Showing posts with label modern. Show all posts
Showing posts with label modern. Show all posts

3.9.20

Aesthetic Thursday: First Time Back at the Museum of Modern Art Since Covid

That time I stepped into the Museum of Modern Art since it had closed (like all cultural institutions) its doors because of the coronavirus outbreak.

Greig Roselli visits the Museum of Modern Art in New York City shortly after it reopened at the end of August 2020.
MoMA normally has massive crowds. Not today.

Judd's series of parallelograms
A series of five parallelograms on view
in a special exhibition on the artist Judd.


"On my way to the Museum of Modern Art," I told my roommate. "Oh?" she said. As if I had just admitted to a felony. "Oh. It's cool. The museum is open now. Since yesterday. But they are only letting in a certain amount of people — and there are mad temperature checks at the front door." I went on and on, basically convincing myself it was OK to look at art during a global pandemic.

MoMA sits on a nice piece of real estate on 53rd Street in Manhattan between Fifth and Sixth Avenues. Over the years, the museum has expanded significantly — and now, in 2020 — going there is like going to a museum version of a theme park. You can do a lot in one space — see a movie, grab a bite to eat but not now, because of restrictions still in place. You can see a mega-ton of artwork. It's incredible. And with the limited tickets doled out daily for admittance, it feels like the museum is all yours to cherish and to keep.

Museum-goers look aglow. In the elevator, the museum's design people have created beautiful markings on the door to denote physical distance. There is cute "modern art" style signage to don a mask and to take a helping of hand sanitizer. The greeters and guest attendants are happy to be back at work — you cannot work from home if you work in guest services. 

The top floor houses a temporary exhibit on the sculpture-cum-concept artist named Judd. I liked his parallelograms — only because I like saying that word. Makes me feel smart.

After lingering with old favorites, like Rousseau's "The Dream" and Picasso's "Les Demoiselles d'Avignon," I sat outside in the sculpture garden. It was a beautiful day. People lingered too—everyone in masks or gaiters. The sun bright, but it did not feel hot. I read on my phone. Watched people — and I noticed that MoMA was devoid of tourists, of Europeans, of people from all over who flock to see its collections. It was mostly — if not at — a bunch of us locals — those cats who live here.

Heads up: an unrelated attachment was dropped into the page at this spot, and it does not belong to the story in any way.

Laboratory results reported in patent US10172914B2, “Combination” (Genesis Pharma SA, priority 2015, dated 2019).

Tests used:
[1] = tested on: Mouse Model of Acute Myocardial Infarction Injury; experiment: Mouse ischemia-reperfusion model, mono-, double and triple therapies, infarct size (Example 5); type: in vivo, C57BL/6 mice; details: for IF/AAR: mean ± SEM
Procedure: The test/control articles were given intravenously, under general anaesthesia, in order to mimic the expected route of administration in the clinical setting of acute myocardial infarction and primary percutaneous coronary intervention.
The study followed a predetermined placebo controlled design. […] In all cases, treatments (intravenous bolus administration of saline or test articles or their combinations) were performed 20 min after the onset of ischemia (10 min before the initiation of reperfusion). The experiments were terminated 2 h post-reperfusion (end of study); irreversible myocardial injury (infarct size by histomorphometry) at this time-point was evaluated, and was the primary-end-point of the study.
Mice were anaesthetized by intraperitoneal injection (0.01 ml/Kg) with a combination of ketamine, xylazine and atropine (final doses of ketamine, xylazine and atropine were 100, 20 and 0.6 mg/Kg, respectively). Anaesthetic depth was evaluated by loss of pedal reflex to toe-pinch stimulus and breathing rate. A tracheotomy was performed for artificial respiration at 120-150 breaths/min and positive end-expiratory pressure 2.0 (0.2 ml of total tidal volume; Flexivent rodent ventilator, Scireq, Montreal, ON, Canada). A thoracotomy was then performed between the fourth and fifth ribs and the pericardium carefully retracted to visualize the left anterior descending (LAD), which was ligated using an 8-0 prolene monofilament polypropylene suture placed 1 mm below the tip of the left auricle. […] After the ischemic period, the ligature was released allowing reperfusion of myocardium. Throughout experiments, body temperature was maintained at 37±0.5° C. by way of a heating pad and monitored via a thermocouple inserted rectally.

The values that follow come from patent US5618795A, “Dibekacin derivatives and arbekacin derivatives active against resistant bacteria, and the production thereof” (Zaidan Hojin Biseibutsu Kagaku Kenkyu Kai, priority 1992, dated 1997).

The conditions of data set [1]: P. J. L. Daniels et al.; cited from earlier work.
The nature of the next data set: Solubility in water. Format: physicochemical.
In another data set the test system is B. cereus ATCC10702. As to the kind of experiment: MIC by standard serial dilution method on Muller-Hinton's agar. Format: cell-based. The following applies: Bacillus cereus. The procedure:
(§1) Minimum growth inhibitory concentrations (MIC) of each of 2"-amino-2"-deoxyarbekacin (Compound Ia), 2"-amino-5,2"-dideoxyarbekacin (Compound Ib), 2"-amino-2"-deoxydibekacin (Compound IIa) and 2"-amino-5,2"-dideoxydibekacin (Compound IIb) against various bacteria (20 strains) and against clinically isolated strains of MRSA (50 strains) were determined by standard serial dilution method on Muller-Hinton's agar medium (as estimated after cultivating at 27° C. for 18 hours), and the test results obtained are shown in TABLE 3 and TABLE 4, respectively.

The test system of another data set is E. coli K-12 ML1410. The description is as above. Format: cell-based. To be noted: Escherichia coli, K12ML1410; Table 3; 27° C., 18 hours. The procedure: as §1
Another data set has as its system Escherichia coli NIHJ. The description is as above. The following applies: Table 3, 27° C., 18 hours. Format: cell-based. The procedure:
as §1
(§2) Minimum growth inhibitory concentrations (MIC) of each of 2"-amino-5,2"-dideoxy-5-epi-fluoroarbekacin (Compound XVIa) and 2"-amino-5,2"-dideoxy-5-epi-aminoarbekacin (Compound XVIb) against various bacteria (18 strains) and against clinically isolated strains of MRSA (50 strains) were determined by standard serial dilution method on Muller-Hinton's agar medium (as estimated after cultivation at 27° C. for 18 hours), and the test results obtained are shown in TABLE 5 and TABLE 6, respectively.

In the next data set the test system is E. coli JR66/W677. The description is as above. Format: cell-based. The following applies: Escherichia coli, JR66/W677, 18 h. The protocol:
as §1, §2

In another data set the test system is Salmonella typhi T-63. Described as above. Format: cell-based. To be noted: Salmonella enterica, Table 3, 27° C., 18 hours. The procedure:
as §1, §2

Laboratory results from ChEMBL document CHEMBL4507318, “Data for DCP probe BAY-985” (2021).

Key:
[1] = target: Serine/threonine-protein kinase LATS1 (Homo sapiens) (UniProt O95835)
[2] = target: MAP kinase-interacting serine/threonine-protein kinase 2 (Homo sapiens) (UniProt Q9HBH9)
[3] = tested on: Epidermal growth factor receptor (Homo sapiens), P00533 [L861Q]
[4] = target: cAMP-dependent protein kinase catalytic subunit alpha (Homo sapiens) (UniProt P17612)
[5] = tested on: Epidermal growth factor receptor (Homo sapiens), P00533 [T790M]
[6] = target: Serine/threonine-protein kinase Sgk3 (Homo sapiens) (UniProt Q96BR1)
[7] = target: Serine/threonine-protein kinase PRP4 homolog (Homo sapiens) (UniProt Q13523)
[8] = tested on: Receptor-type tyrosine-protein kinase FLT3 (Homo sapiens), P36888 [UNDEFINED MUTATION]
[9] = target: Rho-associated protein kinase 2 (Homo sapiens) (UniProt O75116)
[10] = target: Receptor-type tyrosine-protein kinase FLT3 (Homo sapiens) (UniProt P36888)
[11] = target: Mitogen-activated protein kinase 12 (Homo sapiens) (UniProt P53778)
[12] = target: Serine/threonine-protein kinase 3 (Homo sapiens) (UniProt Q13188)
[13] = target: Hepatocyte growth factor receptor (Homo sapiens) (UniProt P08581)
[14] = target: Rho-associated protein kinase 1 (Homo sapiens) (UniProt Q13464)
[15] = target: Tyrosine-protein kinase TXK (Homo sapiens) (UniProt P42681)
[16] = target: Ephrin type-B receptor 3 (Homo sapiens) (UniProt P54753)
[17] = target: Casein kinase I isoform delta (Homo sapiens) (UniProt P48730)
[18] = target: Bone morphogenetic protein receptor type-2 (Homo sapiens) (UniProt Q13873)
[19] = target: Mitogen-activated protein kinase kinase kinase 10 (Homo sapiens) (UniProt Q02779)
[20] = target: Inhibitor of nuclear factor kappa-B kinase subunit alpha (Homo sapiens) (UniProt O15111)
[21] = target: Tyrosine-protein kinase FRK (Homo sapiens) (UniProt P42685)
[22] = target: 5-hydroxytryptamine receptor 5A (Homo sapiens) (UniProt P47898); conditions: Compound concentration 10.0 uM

"I'm back from MoMA —" I told my roommate, but she listlessly nodded — she was engrossed in a television show — and had forgotten that I had done such a momentous thing. Going to a museum. Finally. But it was an interior triumph — a return to a routine that I had missed during quarantine. 

Coincidentally, I was tapped to teach a high school art history class to tenth and eleventh graders. So all my museum visits will have been worth it. Here's to me about to make that lesson plan. I will definitely tell the kids about my trip back to the museum.

2.1.12

What Happens When I Read Novels (Inspired by Reading and Proust and Freud)

When I read novels I do not see images when I read. 
I may see an image emerge in my mind’s eye after the reading has been done, but during the reading itself, I read in black and white without images. I've been reading selections from Proust's Swann's Way. What I conjure in my mind's eye of Marcel dipping a madeleine cake into a cup of tea anticipate images. Novels do not generate images. They anticipate.

Reading Novels is a Similar Cognitive Experience to What We do When Dream
What we do when we read novels is similar to what happens to us when we dream. Freud calls the dream image a rebus (p. 276); in this way, I think he is correct. If there is an image in the novel it is more akin to a rebus, a hallucination of loosely strung together spectral thoughts. 

Free Association of the Imagination When Reading Novels
We free associate when we read a novel; what comes before our mind’s eye are parts and pieces that do not form an entirely thought together whole. In the novel's image, like the dream, parts stand for wholes. Novels are constituted by their love for particularities. Epics and grand eloquent drama are the stuff of another art form; they form archetypical images. Novels are a unique art form in that they work similarly to the way our minds work. 

In the Novel-form the Individual is Privileged 
Novels arose as the predominant art form because they privilege individual experience over grand narrative; the mundane and the banal are championed in the novel over the hero trope and archetype. It is not the photographic image that is desired in the novel, but rather, what we see in the novel is the recognition that the mirror is broken; we see in the novel a skewed mirror and we call it real.

17.3.11

Book Review - Pursuits of Happiness: A Short Response

Stanley Cavell in his book Pursuits of Happiness writes about remarriage comedies in movies made after the advent of talkies (1934-1949). Cavell's list is as follows: The Lady Eve (1941), It Happened One Night (1934), Bringing Up Baby (1938), The Philadelphia Story (1940), His Girl Friday (1940), Adam’s Rib (1949), and The Awful Truth (1937).